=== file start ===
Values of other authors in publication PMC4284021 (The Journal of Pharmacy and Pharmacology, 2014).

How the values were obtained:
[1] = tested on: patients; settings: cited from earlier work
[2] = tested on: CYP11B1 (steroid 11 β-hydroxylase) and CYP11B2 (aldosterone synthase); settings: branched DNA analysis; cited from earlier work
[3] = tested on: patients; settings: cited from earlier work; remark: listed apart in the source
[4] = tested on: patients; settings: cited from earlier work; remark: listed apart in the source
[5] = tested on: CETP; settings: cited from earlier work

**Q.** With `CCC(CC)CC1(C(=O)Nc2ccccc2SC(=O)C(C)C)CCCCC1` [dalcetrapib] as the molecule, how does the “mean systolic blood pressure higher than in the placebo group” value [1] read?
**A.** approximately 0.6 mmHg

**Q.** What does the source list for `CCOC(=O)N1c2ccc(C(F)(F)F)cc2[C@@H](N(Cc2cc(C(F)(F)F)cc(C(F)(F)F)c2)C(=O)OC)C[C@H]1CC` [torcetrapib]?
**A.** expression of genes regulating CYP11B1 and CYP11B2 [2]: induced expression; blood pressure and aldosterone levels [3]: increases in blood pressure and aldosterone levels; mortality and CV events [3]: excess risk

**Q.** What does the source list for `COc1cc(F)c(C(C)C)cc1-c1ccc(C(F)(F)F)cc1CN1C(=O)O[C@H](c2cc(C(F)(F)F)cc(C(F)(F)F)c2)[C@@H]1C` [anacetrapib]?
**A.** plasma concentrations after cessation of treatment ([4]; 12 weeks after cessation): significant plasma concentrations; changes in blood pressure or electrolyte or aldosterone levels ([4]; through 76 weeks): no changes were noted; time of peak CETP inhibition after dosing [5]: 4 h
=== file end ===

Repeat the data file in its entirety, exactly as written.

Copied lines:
Values of other authors in publication PMC4284021 (The Journal of Pharmacy and Pharmacology, 2014).

How the values were obtained:
[1] = tested on: patients; settings: cited from earlier work
[2] = tested on: CYP11B1 (steroid 11 β-hydroxylase) and CYP11B2 (aldosterone synthase); settings: branched DNA analysis; cited from earlier work
[3] = tested on: patients; settings: cited from earlier work; remark: listed apart in the source
[4] = tested on: patients; settings: cited from earlier work; remark: listed apart in the source
[5] = tested on: CETP; settings: cited from earlier work

**Q.** With `CCC(CC)CC1(C(=O)Nc2ccccc2SC(=O)C(C)C)CCCCC1` [dalcetrapib] as the molecule, how does the “mean systolic blood pressure higher than in the placebo group” value [1] read?
**A.** approximately 0.6 mmHg

**Q.** What does the source list for `CCOC(=O)N1c2ccc(C(F)(F)F)cc2[C@@H](N(Cc2cc(C(F)(F)F)cc(C(F)(F)F)c2)C(=O)OC)C[C@H]1CC` [torcetrapib]?
**A.** expression of genes regulating CYP11B1 and CYP11B2 [2]: induced expression; blood pressure and aldosterone levels [3]: increases in blood pressure and aldosterone levels; mortality and CV events [3]: excess risk

**Q.** What does the source list for `COc1cc(F)c(C(C)C)cc1-c1ccc(C(F)(F)F)cc1CN1C(=O)O[C@H](c2cc(C(F)(F)F)cc(C(F)(F)F)c2)[C@@H]1C` [anacetrapib]?
**A.** plasma concentrations after cessation of treatment ([4]; 12 weeks after cessation): significant plasma concentrations; changes in blood pressure or electrolyte or aldosterone levels ([4]; through 76 weeks): no changes were noted; time of peak CETP inhibition after dosing [5]: 4 h